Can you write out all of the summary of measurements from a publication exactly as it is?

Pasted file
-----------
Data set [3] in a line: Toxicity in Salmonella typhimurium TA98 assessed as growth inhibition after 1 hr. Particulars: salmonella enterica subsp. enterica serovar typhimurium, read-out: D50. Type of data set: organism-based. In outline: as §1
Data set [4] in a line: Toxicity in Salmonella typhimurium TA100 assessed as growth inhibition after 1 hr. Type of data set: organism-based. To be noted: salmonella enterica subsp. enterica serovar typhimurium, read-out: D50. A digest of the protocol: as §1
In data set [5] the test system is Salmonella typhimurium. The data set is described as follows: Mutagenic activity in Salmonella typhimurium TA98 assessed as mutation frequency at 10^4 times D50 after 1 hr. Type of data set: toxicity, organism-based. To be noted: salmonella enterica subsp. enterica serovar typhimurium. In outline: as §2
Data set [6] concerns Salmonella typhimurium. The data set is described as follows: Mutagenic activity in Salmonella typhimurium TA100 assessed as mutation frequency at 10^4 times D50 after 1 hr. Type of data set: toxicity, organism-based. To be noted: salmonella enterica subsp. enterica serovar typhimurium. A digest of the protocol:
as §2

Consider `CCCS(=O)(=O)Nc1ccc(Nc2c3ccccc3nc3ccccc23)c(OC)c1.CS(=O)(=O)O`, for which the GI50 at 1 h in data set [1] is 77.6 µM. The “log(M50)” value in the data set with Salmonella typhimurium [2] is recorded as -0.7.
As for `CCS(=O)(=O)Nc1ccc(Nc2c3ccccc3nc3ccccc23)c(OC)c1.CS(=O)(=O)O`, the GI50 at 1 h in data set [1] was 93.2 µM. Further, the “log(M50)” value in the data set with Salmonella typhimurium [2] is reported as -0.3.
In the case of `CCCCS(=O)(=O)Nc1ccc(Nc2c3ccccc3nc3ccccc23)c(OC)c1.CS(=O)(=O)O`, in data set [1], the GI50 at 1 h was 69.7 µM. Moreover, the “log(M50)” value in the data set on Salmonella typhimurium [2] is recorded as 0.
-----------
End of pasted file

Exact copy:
Data set [3] in a line: Toxicity in Salmonella typhimurium TA98 assessed as growth inhibition after 1 hr. Particulars: salmonella enterica subsp. enterica serovar typhimurium, read-out: D50. Type of data set: organism-based. In outline: as §1
Data set [4] in a line: Toxicity in Salmonella typhimurium TA100 assessed as growth inhibition after 1 hr. Type of data set: organism-based. To be noted: salmonella enterica subsp. enterica serovar typhimurium, read-out: D50. A digest of the protocol: as §1
In data set [5] the test system is Salmonella typhimurium. The data set is described as follows: Mutagenic activity in Salmonella typhimurium TA98 assessed as mutation frequency at 10^4 times D50 after 1 hr. Type of data set: toxicity, organism-based. To be noted: salmonella enterica subsp. enterica serovar typhimurium. In outline: as §2
Data set [6] concerns Salmonella typhimurium. The data set is described as follows: Mutagenic activity in Salmonella typhimurium TA100 assessed as mutation frequency at 10^4 times D50 after 1 hr. Type of data set: toxicity, organism-based. To be noted: salmonella enterica subsp. enterica serovar typhimurium. A digest of the protocol:
as §2

Consider `CCCS(=O)(=O)Nc1ccc(Nc2c3ccccc3nc3ccccc23)c(OC)c1.CS(=O)(=O)O`, for which the GI50 at 1 h in data set [1] is 77.6 µM. The “log(M50)” value in the data set with Salmonella typhimurium [2] is recorded as -0.7.
As for `CCS(=O)(=O)Nc1ccc(Nc2c3ccccc3nc3ccccc23)c(OC)c1.CS(=O)(=O)O`, the GI50 at 1 h in data set [1] was 93.2 µM. Further, the “log(M50)” value in the data set with Salmonella typhimurium [2] is reported as -0.3.
In the case of `CCCCS(=O)(=O)Nc1ccc(Nc2c3ccccc3nc3ccccc23)c(OC)c1.CS(=O)(=O)O`, in data set [1], the GI50 at 1 h was 69.7 µM. Moreover, the “log(M50)” value in the data set on Salmonella typhimurium [2] is recorded as 0.